Alicia Stillman, Director of the Emily Stillman Foundation, writes about the loss of her daughter Emily to bacterial meningitis. One of the missions of the Foundation is to raise awareness of meningococcal disease and the various vaccines that are now available to prevent it.
February 2, 2013 my life changed forever. I was told my beautiful and healthy nineteen year old daughter no longer had any brain activity, and that she would die. Those words will forever haunt me. There is no preparation, no training, and no practice for what was to come. The loss of a child is like none other. It is the wrong order. When you lose a child, a piece of you dies as well.
On January 31, 2013 my middle daughter Emily called home from college, and mentioned she had a headache. I thought she was possibly coming down with the flu. She thought it may be from lack of sleep. We decided she would take Motrin and go to bed. Several hours later she woke up to increased pain and was taken to the hospital where she was treated for a migraine. It was not until hours later that the medical professionals realized they may be looking at meningococcal disease, and performed a lumbar puncture to confirm.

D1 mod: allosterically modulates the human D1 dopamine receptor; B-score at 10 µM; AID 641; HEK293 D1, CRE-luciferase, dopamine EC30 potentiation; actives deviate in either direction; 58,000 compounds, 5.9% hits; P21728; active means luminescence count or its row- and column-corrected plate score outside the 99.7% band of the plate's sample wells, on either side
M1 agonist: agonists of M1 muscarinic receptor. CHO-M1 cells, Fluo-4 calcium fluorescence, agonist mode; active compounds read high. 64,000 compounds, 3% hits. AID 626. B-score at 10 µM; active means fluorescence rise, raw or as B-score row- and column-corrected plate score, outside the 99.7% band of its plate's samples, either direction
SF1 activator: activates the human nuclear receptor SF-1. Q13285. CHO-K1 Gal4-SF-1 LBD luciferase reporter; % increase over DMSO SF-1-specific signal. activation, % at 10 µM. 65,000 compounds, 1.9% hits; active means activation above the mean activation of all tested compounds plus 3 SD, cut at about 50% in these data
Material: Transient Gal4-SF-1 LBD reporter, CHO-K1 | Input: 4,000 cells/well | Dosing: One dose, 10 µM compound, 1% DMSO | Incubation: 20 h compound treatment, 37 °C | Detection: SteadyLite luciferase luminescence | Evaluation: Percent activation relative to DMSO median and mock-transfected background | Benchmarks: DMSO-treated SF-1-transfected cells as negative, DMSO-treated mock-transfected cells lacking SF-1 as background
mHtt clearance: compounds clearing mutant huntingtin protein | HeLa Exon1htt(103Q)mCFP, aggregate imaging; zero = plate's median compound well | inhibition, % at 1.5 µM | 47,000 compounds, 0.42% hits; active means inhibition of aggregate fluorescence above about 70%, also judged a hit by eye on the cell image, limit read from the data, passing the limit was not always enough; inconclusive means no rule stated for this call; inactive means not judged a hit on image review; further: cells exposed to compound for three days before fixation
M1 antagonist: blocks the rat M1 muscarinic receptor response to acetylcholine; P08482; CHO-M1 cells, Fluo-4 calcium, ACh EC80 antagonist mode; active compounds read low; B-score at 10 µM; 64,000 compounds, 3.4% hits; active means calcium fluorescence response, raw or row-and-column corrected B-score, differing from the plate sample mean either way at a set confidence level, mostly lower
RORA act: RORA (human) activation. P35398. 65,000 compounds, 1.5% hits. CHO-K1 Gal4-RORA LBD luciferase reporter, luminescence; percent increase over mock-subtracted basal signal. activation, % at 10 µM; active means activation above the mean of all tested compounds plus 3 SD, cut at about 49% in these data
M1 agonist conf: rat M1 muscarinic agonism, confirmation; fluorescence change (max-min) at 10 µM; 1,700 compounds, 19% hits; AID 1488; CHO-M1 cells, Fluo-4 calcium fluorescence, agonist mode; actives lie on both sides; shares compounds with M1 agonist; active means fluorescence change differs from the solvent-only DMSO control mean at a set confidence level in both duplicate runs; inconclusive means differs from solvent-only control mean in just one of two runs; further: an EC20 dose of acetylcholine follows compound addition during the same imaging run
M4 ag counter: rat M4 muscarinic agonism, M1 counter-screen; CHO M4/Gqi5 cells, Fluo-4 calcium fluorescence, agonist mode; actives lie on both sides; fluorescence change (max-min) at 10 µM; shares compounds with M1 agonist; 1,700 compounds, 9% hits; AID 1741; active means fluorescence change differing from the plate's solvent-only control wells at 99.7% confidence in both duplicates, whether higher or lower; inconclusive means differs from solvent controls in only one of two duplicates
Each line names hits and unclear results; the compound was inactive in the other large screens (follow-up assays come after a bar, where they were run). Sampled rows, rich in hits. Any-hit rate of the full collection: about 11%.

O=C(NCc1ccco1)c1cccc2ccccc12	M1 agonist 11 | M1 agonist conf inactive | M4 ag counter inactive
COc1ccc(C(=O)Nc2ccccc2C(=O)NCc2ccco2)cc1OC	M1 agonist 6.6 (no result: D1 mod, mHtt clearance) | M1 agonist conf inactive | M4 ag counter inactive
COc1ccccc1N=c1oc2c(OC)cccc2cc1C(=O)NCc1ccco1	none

The entire two hour drive to the hospital I begged the medical professionals to double check the results. Since I knew my daughter had been vaccinated against meningitis, I did not believe it was possible for her to have that disease. I feared that something else would go untreated, and I wanted them to heal her.
When I arrived at the hospital, Emily was already unconscious as they prepared her for a craniotomy to relieve the swelling in her brain. When the nurse took me to see her, she asked if I wanted them to call clergy. That was the first time I actually realized the seriousness of this disease. I did not understand how this could be happening. My daughter only had a headache. She was vaccinated.
Within 30 hours from the onset of her headache, my daughter was brain dead. Her life was over. We decided Emily would want to be an organ donor. She was able to save five lives with six organs, and countless others with her bones and tissue. She was a hero.